If you are comfortable with building your own Kubernetes clusters and deploying services with ingresses to them, you should also be able to deploy OpenWhisk to a do-it-yourself cluster. Make sure your cluster meets the technical requirements. You will need at least 1 worker node with 4GB of memory and 2 virtual CPUs to deploy the default configuration of OpenWhisk. You can deploy to significantly larger clusters by scaling up the replica count of the various components and labeling multiple nodes as invoker nodes.
Additional more detailed instructions:
Helm is a tool to simplify the deployment and management of applications on Kubernetes clusters. The OpenWhisk Helm chart requires Helm 3.
Our automated testing currently uses Helm v3.2.4
Follow the Helm install instructions for your platform to install Helm v3.0.1 or newer.
Now that you have your Kubernetes cluster and have installed the Helm 3 CLI, you are ready to deploy OpenWhisk.
You will use Helm to deploy OpenWhisk to your Kubernetes cluster. There are four deployment steps that are described in more detail below in the rest of this section.
mycluster.yamlthat specifies key facts about your Kubernetes cluster and the OpenWhisk configuration you wish to deploy. Predefined
mycluster.yamlfiles for common flavors of Kubernetes clusters are provided in the deploy directory.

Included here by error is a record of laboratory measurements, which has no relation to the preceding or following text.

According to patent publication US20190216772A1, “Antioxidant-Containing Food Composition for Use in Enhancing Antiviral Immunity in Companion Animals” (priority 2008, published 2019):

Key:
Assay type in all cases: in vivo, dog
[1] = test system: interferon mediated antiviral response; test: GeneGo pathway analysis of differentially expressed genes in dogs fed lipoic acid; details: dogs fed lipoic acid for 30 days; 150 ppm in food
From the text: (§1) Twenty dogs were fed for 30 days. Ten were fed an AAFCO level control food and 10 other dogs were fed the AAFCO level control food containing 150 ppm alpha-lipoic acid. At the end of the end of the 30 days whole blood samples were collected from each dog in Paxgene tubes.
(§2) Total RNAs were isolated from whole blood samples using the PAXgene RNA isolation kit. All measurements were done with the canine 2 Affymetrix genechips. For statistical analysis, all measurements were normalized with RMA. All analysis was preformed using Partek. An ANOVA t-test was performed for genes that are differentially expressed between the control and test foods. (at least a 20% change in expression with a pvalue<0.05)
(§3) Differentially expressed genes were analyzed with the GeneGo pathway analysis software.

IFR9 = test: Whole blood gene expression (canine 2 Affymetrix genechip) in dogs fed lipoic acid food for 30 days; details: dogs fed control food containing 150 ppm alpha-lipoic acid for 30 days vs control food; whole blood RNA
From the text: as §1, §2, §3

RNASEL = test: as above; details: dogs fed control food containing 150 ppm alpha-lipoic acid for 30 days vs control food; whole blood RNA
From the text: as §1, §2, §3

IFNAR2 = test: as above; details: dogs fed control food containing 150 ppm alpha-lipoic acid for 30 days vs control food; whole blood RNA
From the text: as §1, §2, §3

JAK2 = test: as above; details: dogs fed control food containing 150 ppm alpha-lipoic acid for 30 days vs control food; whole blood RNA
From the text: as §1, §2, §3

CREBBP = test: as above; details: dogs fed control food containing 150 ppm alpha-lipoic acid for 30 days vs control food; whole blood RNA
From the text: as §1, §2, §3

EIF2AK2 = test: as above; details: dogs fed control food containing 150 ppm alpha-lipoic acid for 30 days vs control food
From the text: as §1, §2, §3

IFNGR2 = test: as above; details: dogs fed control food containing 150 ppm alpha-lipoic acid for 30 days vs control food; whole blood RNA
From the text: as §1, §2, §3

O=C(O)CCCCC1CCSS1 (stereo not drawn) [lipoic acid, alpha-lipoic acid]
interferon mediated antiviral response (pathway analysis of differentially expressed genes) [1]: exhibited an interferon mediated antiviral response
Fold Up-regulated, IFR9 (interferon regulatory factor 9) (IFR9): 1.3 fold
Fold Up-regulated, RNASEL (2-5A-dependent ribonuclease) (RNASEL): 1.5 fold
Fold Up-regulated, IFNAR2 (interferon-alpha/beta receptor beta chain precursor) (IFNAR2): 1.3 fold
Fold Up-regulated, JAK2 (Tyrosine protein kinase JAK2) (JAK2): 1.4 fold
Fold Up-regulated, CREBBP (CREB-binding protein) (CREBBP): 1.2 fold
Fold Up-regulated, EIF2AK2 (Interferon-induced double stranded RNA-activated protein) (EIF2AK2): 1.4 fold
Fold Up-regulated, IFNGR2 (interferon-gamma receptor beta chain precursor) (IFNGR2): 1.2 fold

mycluster.yamlto deploy OpenWhisk to your Kubernetes cluster.
wskCLI. You need to tell the
wskCLI how to connect to your OpenWhisk deployment.
If your cluster has a single worker node, then you should
configure OpenWhisk without node affinity. This is done by adding
the following lines to your
affinity: enabled: false toleration: enabled: false invoker: options: "-Dwhisk.kubernetes.user-pod-node-affinity.enabled=false"
If you are deploying OpenWhisk to a cluster with multiple worker
nodes, we recommend using node affinity to segregate the compute nodes
used for the OpenWhisk control plane from those used to execute user
functions. Do this by labeling each node with
openwhisk-role=invoker. In the default configuration, which uses the
KubernetesContainerFactory, the node labels are used in conjunction
with Pod affinities to inform the Kubernetes scheduler how to place
work so that user actions will not interfere with the OpenWhisk
control plane. When using the non-default DockerContainerFactory,
OpenWhisk assumes it has exclusive use of these invoker nodes and will
schedule work on them directly, completely bypassing the Kubernetes
scheduler. For each node
<INVOKER_NODE_NAME> you want to be an invoker, execute
kubectl label node <INVOKER_NODE_NAME> openwhisk-role=invoker
If you are targeting OpenShift, use the command
oc label node <INVOKER_NODE_NAME> openwhisk-role=invoker
For more precise control of the placement of the rest of OpenWhisk's
pods on a multi-node cluster, you can optionally label additional
non-invoker worker nodes. Use the label
to indicate nodes which should run the OpenWhisk control plane
(the controller, kafka, zookeeeper, and couchdb pods).